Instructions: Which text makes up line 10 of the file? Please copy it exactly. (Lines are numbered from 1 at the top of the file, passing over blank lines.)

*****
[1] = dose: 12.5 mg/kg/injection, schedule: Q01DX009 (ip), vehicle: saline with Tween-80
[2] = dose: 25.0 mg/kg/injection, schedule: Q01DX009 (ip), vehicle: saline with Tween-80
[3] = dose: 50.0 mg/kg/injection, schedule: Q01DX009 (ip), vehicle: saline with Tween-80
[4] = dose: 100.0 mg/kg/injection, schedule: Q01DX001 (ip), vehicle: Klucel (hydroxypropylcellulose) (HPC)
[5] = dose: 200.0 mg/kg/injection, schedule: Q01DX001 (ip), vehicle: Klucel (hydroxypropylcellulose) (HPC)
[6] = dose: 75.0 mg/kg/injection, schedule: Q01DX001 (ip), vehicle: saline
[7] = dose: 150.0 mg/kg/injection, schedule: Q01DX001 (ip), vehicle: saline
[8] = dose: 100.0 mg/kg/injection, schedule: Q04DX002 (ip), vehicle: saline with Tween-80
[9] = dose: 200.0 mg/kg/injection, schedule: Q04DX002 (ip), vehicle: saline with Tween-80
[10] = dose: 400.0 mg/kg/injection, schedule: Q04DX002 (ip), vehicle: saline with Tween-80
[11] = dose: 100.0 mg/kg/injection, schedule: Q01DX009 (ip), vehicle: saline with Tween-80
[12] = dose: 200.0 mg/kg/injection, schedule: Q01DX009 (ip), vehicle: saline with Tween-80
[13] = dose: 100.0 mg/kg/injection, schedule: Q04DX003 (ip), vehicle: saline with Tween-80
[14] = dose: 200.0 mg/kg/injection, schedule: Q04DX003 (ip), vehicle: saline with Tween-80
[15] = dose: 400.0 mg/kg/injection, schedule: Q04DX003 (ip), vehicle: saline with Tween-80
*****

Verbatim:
[10] = dose: 400.0 mg/kg/injection, schedule: Q04DX002 (ip), vehicle: saline with Tween-80